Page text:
One of the most interesting ancient sites in the vicinity of Parga is the ancient Necromanteion of Acheron (click for location).
It was a famous oracle where ancients went to meet an consult with their dead ancestors and family members.
They resided on the grounds for a few days, before they were taken by the priests to the underground chamber where they asked their deceased ancestors for advice.
It’s a small archaeological site, with well preserved buildings, and well worth a visit.
If you have a car you may visit extensive ruins of Nikopolis, about 50 minutes to the south (Click to see Nikopolis on the map). It’s too far, and too dangerous to drive there with a mopped or four-wheeler.
The Roman emperor, Augustus, built the sprawling metropolis in 28 BCE to commemorate his victory over Anthony and Cleopatra at the naval battle of Aktion nearby.
There you will see extensive Roman, and Byzantine ruins, as well as early Christian buildings. Don’t miss the small Odeum (Click to find Nikopolis Odeum on the map), which is tacked away in the fields.
Once you finish visiting the ancient ruins of Nikopolis, head for the nearby Nikopolis Archaeological Museum (Click to find Nikopolis Museum on the map). Your drive will be about 5 minutes from the Nikopolis walls.
It’s a delightful little museum, with nicely laid out exhibits and explanatory illustrations.
Dodoni is home to one of the most beautiful and well preserved theatre in Greece–second only to the famous Epidaurus theatre in the Peloponnese.
You may drive a little over an hour with your car to find it (map). It’s too far, and too dangerous to drive there with a mopped or four-wheeler.
Dodoni oracle was one of the most famous in ancient Greece (second only to Delphi oracle), and it is one of the most ancient ones. The priests consulted Zeus and relied on the sound of the sacred oak tree leaves for their oracles.
It’s definitely worth a visit, and don’t forget your camera.
Ioannina Archaeological Museum
The Archaeological Museum of Ioannina is 45 minutes away from the archaeological site of Dodoni (map).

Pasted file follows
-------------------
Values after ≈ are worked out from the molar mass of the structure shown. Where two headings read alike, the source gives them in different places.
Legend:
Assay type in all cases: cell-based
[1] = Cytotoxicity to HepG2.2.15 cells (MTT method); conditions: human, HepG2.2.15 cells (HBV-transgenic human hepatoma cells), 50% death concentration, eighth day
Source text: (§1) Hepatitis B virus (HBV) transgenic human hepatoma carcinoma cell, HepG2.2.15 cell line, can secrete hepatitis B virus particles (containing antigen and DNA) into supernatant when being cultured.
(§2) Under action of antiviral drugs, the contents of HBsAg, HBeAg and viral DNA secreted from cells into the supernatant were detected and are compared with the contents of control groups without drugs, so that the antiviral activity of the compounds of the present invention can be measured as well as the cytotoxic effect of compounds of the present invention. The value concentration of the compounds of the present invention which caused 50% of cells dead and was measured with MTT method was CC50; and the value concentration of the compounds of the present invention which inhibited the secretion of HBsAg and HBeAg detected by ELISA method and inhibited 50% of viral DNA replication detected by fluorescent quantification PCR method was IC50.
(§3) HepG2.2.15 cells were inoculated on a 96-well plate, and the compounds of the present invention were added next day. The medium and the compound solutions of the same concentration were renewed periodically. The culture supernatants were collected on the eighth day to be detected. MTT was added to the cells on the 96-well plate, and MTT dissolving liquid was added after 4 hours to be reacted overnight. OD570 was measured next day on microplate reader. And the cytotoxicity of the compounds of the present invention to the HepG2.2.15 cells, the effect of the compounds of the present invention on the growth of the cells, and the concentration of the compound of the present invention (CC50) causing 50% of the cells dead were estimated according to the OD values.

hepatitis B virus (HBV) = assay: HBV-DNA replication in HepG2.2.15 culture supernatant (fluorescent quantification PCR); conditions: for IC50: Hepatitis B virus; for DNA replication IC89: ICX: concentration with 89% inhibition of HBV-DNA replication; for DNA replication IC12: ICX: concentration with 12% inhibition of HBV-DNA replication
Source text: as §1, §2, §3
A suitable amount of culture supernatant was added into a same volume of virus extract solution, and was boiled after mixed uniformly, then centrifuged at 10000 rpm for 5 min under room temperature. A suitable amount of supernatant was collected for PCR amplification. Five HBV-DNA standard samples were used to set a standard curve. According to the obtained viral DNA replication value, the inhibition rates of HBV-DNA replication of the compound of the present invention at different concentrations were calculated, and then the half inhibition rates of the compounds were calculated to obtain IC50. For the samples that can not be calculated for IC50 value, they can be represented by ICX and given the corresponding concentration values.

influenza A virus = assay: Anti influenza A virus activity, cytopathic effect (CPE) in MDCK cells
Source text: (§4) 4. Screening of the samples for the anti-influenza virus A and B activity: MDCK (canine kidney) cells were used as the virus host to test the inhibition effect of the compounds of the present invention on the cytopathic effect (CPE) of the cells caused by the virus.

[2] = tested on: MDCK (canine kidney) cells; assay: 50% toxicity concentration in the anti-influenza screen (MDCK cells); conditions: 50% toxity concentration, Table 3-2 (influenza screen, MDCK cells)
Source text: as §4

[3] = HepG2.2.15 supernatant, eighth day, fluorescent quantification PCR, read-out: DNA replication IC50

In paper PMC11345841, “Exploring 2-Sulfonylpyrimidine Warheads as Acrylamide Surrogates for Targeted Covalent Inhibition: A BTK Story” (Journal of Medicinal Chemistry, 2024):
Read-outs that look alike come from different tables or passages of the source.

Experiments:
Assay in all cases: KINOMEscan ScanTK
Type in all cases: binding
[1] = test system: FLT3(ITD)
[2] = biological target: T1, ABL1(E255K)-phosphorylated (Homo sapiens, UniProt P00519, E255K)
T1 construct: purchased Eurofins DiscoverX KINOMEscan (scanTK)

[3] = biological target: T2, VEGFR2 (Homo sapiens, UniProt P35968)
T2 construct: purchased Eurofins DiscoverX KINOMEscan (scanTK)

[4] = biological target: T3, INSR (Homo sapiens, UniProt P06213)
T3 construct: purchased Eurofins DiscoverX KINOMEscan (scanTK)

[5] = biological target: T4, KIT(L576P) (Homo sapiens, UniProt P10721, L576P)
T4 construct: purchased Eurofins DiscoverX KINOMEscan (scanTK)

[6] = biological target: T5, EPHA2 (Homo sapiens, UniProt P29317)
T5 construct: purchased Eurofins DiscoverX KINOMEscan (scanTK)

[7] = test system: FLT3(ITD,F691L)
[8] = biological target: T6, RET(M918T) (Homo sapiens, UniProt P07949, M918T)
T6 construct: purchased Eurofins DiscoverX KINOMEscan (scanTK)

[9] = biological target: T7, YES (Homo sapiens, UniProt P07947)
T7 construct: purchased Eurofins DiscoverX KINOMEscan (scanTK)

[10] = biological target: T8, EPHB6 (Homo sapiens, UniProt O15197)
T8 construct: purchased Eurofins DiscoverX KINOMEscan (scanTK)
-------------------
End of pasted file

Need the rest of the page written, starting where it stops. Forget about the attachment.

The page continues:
It’s a delightful little museum, with an extensive collection of artifacts from Epirus’ archaeological sites. Most interesting are the stone-age collection, and the artifacts from Dodoni oracle.
Visit the Parga Venetian Castle
The castle overlooking Parga’s harbor is within easy reach, so inevitably you will climb through it’s rampant to enjoy the beautiful views of the town and the surrounding coast.
The ascent to the castle from the harbor will take about 10 minutes through a steep cobblestone street lined with tourist shops.
Go early in the morning to avoid the intense summer heat, or in late afternoon when the sun will hit the town just right for your pictures.
The castle interior is easy to navigate but it does feel a bit neglected. Be extra careful as you step towards the edges of the ramparts because they look like they may crumble at any moment.
If you get tired, there is a cafe in the middle. It serves mostly drinks but it does have a limited menu of food and snacks.
Visit the Ali Pasa castle
The castle itself is interesting if you like military history and architecture.
Parga is one of the most popular tourist destinations in western Greece, so it has no shortage of hotels, motels, apartments, and organized camping grounds. They all seem to burst at the seams to accommodate the multitude of visitors in July and August.